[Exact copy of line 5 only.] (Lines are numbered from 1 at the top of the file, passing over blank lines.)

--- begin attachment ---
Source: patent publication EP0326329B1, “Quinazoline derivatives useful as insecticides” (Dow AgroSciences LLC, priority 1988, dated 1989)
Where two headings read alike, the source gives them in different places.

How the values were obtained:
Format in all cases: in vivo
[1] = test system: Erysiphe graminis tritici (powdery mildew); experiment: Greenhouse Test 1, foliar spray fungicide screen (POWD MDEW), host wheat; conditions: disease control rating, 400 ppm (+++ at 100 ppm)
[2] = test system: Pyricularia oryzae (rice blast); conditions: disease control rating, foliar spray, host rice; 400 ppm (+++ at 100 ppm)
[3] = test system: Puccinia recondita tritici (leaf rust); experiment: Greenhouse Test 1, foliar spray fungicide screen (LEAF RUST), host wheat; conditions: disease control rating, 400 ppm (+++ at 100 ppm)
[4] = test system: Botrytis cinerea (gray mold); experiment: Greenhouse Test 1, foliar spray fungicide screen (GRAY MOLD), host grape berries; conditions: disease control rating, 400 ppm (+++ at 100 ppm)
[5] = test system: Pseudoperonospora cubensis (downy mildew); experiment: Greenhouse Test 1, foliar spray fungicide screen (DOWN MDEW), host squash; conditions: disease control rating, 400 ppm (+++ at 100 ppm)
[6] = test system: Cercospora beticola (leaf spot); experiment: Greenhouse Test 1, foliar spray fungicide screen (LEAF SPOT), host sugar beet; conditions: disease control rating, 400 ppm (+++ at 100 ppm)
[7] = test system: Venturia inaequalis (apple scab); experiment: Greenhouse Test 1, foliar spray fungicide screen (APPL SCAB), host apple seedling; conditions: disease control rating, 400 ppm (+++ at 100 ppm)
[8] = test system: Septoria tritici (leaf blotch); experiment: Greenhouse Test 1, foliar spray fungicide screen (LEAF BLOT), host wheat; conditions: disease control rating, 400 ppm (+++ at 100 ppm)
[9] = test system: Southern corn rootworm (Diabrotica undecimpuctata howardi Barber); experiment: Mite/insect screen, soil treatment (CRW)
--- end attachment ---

[1] = test system: Erysiphe graminis tritici (powdery mildew); experiment: Greenhouse Test 1, foliar spray fungicide screen (POWD MDEW), host wheat; conditions: disease control rating, 400 ppm (+++ at 100 ppm)